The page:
Make no mistake about it: Matisyahu is still a serious Jew.
Even a casual hearing of his new album, “Spark Seeker,” which hits the stores next week (on July 17), will makes it abundantly clear that his Jewish identity is at the center of his art.
“It’s a very important part of who I am,” the popular reggae singer-rapper said in a recent telephone interview from his home in Los Angeles. “My inspiration comes from it. It gave form to my music. It’s very much a real part of my life.”
There have, however, been some changes made. Last fall Matisyahu shaved his beard and cut his payes. That choice, he admits, “was a little scary at first, to be honest.” And it was headline-grabbing news, at least in the Jewish media.
He explains, “It was no longer necessary to show people that I’m spiritual or Jewish by my outward appearance. Growing up, the way that I looked was very important to me. I was always trying to impress people, and when I grew my beard there was a certain freedom, a separation, getting past this the way I looked, identify myself as a spiritual seeker.”
He laughs and adds, “I looked in the mirror afterwards and said, ‘there’s my face, it’s still there.’”
It is a good face, too, lean and angular.
In one of the key songs on the new album, “Baal Shem Tov,” Matisyahu writes, “It’s your life to live, I can’t live it for you.” But if you ask him if that warning is intended for overzealous fans who are unhappy with his new look or his earlier break with Chabad, he replies, “A lot of these lyrics were written before I made these changes. It shows how the lyrics are coming from a new place.”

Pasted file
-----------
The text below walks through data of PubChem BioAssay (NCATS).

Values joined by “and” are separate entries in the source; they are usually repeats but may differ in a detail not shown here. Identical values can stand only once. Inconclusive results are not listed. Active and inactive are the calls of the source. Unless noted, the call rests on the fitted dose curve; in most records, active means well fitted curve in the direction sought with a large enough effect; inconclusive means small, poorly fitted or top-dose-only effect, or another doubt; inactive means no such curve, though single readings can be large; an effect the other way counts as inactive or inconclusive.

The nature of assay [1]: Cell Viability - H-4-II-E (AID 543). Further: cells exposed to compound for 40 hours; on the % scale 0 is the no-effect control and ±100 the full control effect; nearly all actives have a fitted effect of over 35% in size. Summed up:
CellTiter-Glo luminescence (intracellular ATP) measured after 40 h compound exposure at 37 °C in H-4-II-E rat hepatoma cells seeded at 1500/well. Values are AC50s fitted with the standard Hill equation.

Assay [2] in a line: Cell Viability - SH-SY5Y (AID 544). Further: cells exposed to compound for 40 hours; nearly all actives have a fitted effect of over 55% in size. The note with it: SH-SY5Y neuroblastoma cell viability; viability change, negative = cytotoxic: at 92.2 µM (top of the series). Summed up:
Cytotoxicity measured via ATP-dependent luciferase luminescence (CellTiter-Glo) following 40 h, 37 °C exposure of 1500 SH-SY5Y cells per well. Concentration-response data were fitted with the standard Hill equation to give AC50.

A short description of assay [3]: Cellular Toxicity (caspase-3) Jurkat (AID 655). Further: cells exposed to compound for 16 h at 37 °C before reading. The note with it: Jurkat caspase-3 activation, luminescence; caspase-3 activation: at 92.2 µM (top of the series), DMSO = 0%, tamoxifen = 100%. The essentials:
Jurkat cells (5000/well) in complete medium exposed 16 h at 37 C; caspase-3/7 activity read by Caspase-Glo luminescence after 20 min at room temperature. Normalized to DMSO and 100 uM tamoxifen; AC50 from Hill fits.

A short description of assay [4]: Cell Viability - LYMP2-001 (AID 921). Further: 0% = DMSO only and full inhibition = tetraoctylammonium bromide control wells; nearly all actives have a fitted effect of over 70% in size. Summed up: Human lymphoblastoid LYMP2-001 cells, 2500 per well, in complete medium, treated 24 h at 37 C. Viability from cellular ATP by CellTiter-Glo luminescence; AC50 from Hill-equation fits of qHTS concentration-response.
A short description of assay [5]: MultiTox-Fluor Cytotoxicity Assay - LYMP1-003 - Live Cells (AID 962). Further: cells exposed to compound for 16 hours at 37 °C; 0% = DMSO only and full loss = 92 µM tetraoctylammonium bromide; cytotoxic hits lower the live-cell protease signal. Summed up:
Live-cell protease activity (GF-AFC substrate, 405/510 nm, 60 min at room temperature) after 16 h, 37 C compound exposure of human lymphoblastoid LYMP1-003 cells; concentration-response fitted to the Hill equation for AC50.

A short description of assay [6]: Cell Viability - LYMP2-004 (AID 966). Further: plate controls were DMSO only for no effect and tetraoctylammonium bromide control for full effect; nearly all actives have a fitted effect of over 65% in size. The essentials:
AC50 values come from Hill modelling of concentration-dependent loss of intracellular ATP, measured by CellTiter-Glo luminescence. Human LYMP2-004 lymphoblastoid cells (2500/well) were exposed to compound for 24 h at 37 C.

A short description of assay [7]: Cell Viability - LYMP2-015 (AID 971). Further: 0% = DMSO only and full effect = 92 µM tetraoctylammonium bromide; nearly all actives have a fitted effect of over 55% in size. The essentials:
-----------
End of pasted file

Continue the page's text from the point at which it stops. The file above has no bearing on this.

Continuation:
On the other hand, it is not a totally new place. The album title, “Spark Seeker,” is an obvious reference to the idea embedded in much of the Jewish mystical tradition of Kabbalah — the need to collect those sparks of holiness that were scattered in the original act of Creation.
“The title has a kabbalistic reference, as does a lot of my stuff,” Matisyahu said. “When I first started reading about the kabbalists, I would hear about them being seen in strange places. It would turn out that they were doing some kind of spiritual work to elevate the sparks. In my life and career I’ve had the opportunity to find myself where I could make some spiritual moves, to do some work that is spiritually important.”
At least one of his fans in the rabbinate concurs. In a recent issue of the Huffington Post, Rabbi Yonah Bookstein writes, “‘Spark Seeker’ represents a continuation of Matisyahu’s personal journey and his independent streak. The changes he is showing the world are part of his spiritual quest, and are fueled by the same desire for authenticity as the call that led him to avoid the world of materialism and towards a spiritual Hasidic path.”
Rabbi Bookstein concludes, “Matisyahu has not forsaken his spiritual quest or the Judaism that has inspired him on his journey so far.”
If the themes of the new album are familiar, the sound is somewhat less so. As has been the case for each of his previous recordings, Matisyahu is working with a new producer and production team, this time the hot hip-hop majordomo Kool Kojak. There’s a lot more singing, a denser, more textured sound, and a bit more mainstream pop feel.